Tricks Potentially Demonstrating PM Principles     back to PM MainI've brainstormed some practical dynamics demonstrative of principles whichmight work in higher-efficiency devices:SIMPLE TRICKS THAT MAY DEMONSTRATE PM PRINCIPLES  1. Gravity and Relation: An oaktag or other lightly stiff board may be placed laterally between one's hands so that the center weighs unsupported or resists pressure from hands through the flexion of the board; the weight of the board is just significant enough that it is certain that some force returns from upwards pressure;the board trick demonstrates how it is not a given that a plane is completely inert,also that pressure applied to flex the board downwards is distinguished significantlyfrom pressure applied to flex downwards; the difference bears on what I call"volitional principles" of energy-----------------------------------------------------------------------------------SIMPLE EXAMPLES: A coin seemingly suspended on edge (above left) shows how common assumptions may not apply to every case. Here the coin is altered in thickness, resulting in a case where it CAN in fact stand on its own, on a level surface.The second photo (above right) is the case of dominoes which extend a given movement across space and through various twists and turns, without increasing the initial force required. Considering two cases, one in which the first domino struck a short series, and another in which a long one is struck, the potential of energy is extensible independent of initial force. Obviously it takes greater energy to set up a greater number of dominoes, but in the abstract it may be conceived that upright dominoes are symbolic of the potential of mass, whereas a pushed domino is the active or input principle. Thus extension is more a product of mass-energy than of input-energy (for examples of designs attempting advantage on this principle see the Tilt Motor and Motive Mass Type 2).-----------------------------------------------------------------------------------2. Slope and Viscocity: in the context of a hoola hoop or  a sling, or the centerslipping out of a deck of cards, particular methods make enormous differences ineffects. This suggests a dynamic whereby special attention of the relationshipbetween slope and viscocity leads to greater energy conservation when comparedto the desired result. This has been evident to me particularly when riding a bicycleup a slight incline, where I have found that approaching a slope at an angle isrationally speaking less of a slope, and also that this observation combined with asubtle S-curve in the approach (accounting for balance and speed on the bicycle)results in a near miraculous retention of energy and reduction of frictional resistance.(This is far more difficult at high speeds, in the case of a small ramp). I attribute thisto distributing weight at an angle that is not strictly vertical, in spite of a forwarddirectiveness, such that energy is converted not into the angle of the ramp, but at anangle tangential to the angle, such that the angle on the tire is steep, but in relation tothe directivity of the energy, is actually quite shallow. If there are means to using lessenergy going up, presumably it is easier than thought to gain energy going down. Forexample, I must refer to an argument I have used in the past, that throwing energyinto a downward slope is more productive than throwing it into an upward slope.The same is the case with downward trajectories, even if in ballistics this is not anefficient use of distance. This viscous effect may also be demonstrated in a tureen orbasin in which water is cycled in a centrifugal manner.3. Constructs: Houses use energy to remain upright; perhaps the same constant energy might be used towards movement for the same duration; some say inputting for movement is different from input for simple mass, in part because built structures rely on inherent properties of materials; however, one might argue that a windmill that is power-viable takes no more energy to support than a similar structure that doesn't produce; thus, where movement is inherent in structure, this suggests energy inherent in mass. That perpetual motion would follow from this principle is less a matter of the energy-viability of mass than of the mobile properties of structure.RETURN TO N. COPPEDGE'S PM SUMMARY PAGETo offer criticism, commentary, or observations to the inventor, please e-mail me at                       contact@nathancoppedge.com                         NATHANCOPPEDGE.COM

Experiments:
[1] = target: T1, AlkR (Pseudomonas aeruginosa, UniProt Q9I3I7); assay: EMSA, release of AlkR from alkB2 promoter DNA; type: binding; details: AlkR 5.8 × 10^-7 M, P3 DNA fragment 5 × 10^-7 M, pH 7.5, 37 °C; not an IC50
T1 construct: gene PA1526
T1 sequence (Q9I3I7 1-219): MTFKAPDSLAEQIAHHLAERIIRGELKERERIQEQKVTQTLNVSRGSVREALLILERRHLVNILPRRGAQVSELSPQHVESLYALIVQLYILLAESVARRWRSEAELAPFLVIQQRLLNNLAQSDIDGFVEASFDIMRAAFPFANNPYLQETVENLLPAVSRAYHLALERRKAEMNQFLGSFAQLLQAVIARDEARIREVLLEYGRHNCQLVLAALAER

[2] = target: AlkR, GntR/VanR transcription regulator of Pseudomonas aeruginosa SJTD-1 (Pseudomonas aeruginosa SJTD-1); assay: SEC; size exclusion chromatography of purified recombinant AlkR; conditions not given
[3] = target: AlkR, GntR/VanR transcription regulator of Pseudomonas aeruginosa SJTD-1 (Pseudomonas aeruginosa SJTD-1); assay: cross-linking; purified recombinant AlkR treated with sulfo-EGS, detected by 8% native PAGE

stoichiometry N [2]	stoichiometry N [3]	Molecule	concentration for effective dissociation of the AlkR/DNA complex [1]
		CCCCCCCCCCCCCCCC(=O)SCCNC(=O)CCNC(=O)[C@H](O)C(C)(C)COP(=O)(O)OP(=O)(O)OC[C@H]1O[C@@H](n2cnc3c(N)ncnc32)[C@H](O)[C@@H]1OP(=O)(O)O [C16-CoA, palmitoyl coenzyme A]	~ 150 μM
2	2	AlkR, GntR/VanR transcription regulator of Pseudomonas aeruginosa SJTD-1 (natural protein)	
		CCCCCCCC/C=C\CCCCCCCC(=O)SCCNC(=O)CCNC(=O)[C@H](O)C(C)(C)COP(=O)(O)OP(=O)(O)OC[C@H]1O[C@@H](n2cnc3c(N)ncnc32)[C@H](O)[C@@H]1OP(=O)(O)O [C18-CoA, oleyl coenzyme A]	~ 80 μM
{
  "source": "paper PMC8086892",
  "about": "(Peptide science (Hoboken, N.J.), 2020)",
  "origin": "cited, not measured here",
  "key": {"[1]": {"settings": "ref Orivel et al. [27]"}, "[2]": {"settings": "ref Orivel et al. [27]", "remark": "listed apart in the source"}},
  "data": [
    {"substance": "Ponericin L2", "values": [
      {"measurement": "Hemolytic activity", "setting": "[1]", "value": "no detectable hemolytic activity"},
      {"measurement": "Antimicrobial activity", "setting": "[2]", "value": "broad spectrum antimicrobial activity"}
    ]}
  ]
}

DESIGNS